I love how deeply chocolatey these two-bite wholewheat cookies are. When you bake them very briefly (exactly 7 min in my oven), they develop a crisp exterior but remain soft and chewy in the middle. And for me, it is the shower of sea salt flakes just before they go into the oven that makes them so irresistible. I use a chocolate salt that CH picked up in Madrid some years ago.
These choc chip brownie wholewheat cookies are relatively easy to make even if portioning the dough out can get a little fiddly. I leave the dough to sit in the refrigerator overnight as I find it easier to reduce my baking prep time to short spurts of activity snuck-in between work- and family-time. The dough becomes firmer and easier to scoop. However, the baking time remains the same whether the dough has sat overnight or not.
If you’re feeling indulgent, these wholewheat cookies are also fabulous in whoopie pies held together with cream cheese icing. When pairing these cookies with icing, I opt to use organic turbinado sugar in the recipe as I find that it makes the cookie taste more complex and less straight up sugary. I also adjust the choice of chocolate (splitting it into 140g dark chocolate and 60g 100% cacao chocolate) so that the finished treat doesn’t taste toothachingly sweet. For Halloween, I piped icing bandages over the cookies, and stuck on candy eye balls for mummy cookies.
As far as chocolate cookies go, these double choc chip wholewheat cookies are our current kitchen shelf favourite.
Makes 60 cookies
35g superfine wholegrain flour (or all purpose/pastry flour)
1/4 tsp baking powder
1/4 tsp fine sea salt
2 large eggs
135g organic turbinado (or castor sugar)
2 tsp instant coffee
1 tsp pure vanilla extract
30g unsalted butter
200g dark chocolate (such as Valrhona Tainori or Equatoriale Noire. If pairing with icing I would use 140g dark chocolate + 60g 100% cacao chocolate)
130g semisweet mini chocolate chips (or 3/4 cup Valrhona crunchy chocolate pearls)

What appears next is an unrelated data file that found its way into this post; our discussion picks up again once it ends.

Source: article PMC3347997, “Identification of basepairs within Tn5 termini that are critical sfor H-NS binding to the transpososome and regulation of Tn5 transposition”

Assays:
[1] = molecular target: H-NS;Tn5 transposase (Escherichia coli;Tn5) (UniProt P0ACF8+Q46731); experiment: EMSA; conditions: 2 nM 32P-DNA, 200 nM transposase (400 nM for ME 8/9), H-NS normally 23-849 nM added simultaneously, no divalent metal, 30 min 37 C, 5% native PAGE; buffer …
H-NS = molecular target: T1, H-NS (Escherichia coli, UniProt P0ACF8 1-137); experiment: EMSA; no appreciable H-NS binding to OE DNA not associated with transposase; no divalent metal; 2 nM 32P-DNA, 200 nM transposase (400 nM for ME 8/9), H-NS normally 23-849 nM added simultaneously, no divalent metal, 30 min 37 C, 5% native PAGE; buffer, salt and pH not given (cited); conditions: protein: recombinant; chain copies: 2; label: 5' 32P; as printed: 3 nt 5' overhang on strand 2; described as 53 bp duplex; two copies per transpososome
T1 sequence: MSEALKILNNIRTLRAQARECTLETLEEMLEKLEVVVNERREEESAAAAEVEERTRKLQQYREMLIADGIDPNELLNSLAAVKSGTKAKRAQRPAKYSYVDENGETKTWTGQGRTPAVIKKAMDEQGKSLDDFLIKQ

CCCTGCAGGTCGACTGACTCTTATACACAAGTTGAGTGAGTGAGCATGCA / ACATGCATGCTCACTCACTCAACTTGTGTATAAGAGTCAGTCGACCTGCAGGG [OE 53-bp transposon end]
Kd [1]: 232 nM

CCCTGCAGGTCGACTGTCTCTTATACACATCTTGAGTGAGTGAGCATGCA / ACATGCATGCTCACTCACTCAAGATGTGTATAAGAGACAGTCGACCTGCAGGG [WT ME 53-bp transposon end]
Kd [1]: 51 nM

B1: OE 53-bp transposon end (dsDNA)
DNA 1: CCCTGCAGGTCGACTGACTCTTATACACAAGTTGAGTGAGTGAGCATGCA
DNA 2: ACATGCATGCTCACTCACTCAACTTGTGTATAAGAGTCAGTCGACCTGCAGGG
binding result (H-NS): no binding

Sea salt flakes
Combine flour, baking powder and salt in a small bowl. Whisk to combine.
Briefly beat the eggs using an electric mixer. Add sugar, instant coffee and vanilla, and beat on high speed for 15 min.
In the meantime, combine butter and dark chocolate (or dark chocolates, if using) in a metal bowl set over a pot of simmering water (the base of the bowl should not come in contact with the water). Heat until the ingredients melt. Remove the bowl from the pot and stir the mixture with a spatula until smooth.
Gently fold the chocolate mixture into the egg mixture until partially combined (there should still be some streaks). Add the flour mixture and fold it in. Finally, fold in the chocolate chips. Refrigerate the batter for 30min or until it thickens to a scooping texture (when portioned, the dough should sit in a high mound). If you refrigerate it overnight, simply let it stand at room temperature briefly before scooping out.
Preheat oven to 190 degrees Celsius using convection setting. With a No.100 ice cream scoop, portion the batter onto baking paper-lined trays. Sprinkle with salt flakes to taste. Bake until puffed and cracked (from 7 minutes, depending on your oven). Cool cookies on a wire rack and store in an airtight container.
Cream cheese icing
Makes 2 cups (far more than you’ll need for one batch of cookies)
115g unsalted butter, room temperature
170g cream cheese, room temperature
225g icing sugar, sifted
1/2 tsp pure vanilla extract
Beat butter and cream cheese until fluffy (2-3min) in an electric mixer on medium speed using the paddle attachment. Reduce the speed to low and combine sugar in three additions, scraping down the sides of the bowl as needed. Refrigerate.
Makes 30 pies
To assemble whoopee pies, place some cream cheese icing on the flat side of a cookie. Top with another cookie. Stores best refrigerated.
About Su-Lyn Tan
Su-Lyn is Aun's better half and for many years, the secret Editor behind this blog known to readers simply as S. Su-Lyn is an obsessive cook and critical eater whose two favourite pastimes are spending time with her three kids and spending time in the kitchen. She looks forward to combining the two in the years to come.